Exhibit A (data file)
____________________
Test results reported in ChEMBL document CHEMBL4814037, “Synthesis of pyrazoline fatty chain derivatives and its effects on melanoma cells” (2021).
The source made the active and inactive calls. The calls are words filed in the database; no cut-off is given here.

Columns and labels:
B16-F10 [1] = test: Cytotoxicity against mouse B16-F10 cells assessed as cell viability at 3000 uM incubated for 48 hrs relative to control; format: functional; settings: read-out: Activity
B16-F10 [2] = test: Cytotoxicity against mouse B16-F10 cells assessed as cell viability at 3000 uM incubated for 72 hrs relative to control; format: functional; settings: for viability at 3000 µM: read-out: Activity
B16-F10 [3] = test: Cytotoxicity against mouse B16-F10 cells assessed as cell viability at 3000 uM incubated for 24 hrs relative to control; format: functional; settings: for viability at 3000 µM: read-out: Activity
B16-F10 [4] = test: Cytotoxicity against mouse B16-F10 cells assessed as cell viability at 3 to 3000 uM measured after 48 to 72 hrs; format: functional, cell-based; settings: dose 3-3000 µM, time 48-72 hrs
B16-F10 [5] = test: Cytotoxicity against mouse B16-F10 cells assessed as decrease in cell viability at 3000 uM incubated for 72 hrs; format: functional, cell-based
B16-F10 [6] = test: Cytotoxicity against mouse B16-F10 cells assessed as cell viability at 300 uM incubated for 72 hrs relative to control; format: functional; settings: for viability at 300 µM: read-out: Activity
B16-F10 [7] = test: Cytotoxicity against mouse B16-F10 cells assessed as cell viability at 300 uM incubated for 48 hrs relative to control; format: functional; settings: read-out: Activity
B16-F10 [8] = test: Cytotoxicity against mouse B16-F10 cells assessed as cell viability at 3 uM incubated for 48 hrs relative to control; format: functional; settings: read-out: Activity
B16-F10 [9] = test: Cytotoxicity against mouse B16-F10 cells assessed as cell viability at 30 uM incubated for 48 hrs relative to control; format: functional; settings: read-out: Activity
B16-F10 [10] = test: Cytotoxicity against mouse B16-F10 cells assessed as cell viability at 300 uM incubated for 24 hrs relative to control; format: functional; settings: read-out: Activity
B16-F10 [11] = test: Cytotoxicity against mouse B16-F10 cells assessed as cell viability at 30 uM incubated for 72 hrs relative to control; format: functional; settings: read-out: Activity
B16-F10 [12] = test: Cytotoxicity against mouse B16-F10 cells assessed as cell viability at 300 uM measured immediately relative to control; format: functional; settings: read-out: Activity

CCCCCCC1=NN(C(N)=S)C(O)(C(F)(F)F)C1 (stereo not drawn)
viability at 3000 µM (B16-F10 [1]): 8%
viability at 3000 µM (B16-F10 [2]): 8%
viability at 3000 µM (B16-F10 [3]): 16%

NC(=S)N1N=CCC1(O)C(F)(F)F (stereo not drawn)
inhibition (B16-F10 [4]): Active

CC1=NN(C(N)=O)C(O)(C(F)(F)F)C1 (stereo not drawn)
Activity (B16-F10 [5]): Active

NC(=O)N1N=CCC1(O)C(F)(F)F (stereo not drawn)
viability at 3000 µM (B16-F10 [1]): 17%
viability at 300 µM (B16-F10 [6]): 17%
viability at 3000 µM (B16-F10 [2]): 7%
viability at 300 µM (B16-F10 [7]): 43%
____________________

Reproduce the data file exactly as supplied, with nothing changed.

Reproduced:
Test results reported in ChEMBL document CHEMBL4814037, “Synthesis of pyrazoline fatty chain derivatives and its effects on melanoma cells” (2021).
The source made the active and inactive calls. The calls are words filed in the database; no cut-off is given here.

Columns and labels:
B16-F10 [1] = test: Cytotoxicity against mouse B16-F10 cells assessed as cell viability at 3000 uM incubated for 48 hrs relative to control; format: functional; settings: read-out: Activity
B16-F10 [2] = test: Cytotoxicity against mouse B16-F10 cells assessed as cell viability at 3000 uM incubated for 72 hrs relative to control; format: functional; settings: for viability at 3000 µM: read-out: Activity
B16-F10 [3] = test: Cytotoxicity against mouse B16-F10 cells assessed as cell viability at 3000 uM incubated for 24 hrs relative to control; format: functional; settings: for viability at 3000 µM: read-out: Activity
B16-F10 [4] = test: Cytotoxicity against mouse B16-F10 cells assessed as cell viability at 3 to 3000 uM measured after 48 to 72 hrs; format: functional, cell-based; settings: dose 3-3000 µM, time 48-72 hrs
B16-F10 [5] = test: Cytotoxicity against mouse B16-F10 cells assessed as decrease in cell viability at 3000 uM incubated for 72 hrs; format: functional, cell-based
B16-F10 [6] = test: Cytotoxicity against mouse B16-F10 cells assessed as cell viability at 300 uM incubated for 72 hrs relative to control; format: functional; settings: for viability at 300 µM: read-out: Activity
B16-F10 [7] = test: Cytotoxicity against mouse B16-F10 cells assessed as cell viability at 300 uM incubated for 48 hrs relative to control; format: functional; settings: read-out: Activity
B16-F10 [8] = test: Cytotoxicity against mouse B16-F10 cells assessed as cell viability at 3 uM incubated for 48 hrs relative to control; format: functional; settings: read-out: Activity
B16-F10 [9] = test: Cytotoxicity against mouse B16-F10 cells assessed as cell viability at 30 uM incubated for 48 hrs relative to control; format: functional; settings: read-out: Activity
B16-F10 [10] = test: Cytotoxicity against mouse B16-F10 cells assessed as cell viability at 300 uM incubated for 24 hrs relative to control; format: functional; settings: read-out: Activity
B16-F10 [11] = test: Cytotoxicity against mouse B16-F10 cells assessed as cell viability at 30 uM incubated for 72 hrs relative to control; format: functional; settings: read-out: Activity
B16-F10 [12] = test: Cytotoxicity against mouse B16-F10 cells assessed as cell viability at 300 uM measured immediately relative to control; format: functional; settings: read-out: Activity

CCCCCCC1=NN(C(N)=S)C(O)(C(F)(F)F)C1 (stereo not drawn)
viability at 3000 µM (B16-F10 [1]): 8%
viability at 3000 µM (B16-F10 [2]): 8%
viability at 3000 µM (B16-F10 [3]): 16%

NC(=S)N1N=CCC1(O)C(F)(F)F (stereo not drawn)
inhibition (B16-F10 [4]): Active

CC1=NN(C(N)=O)C(O)(C(F)(F)F)C1 (stereo not drawn)
Activity (B16-F10 [5]): Active

NC(=O)N1N=CCC1(O)C(F)(F)F (stereo not drawn)
viability at 3000 µM (B16-F10 [1]): 17%
viability at 300 µM (B16-F10 [6]): 17%
viability at 3000 µM (B16-F10 [2]): 7%
viability at 300 µM (B16-F10 [7]): 43%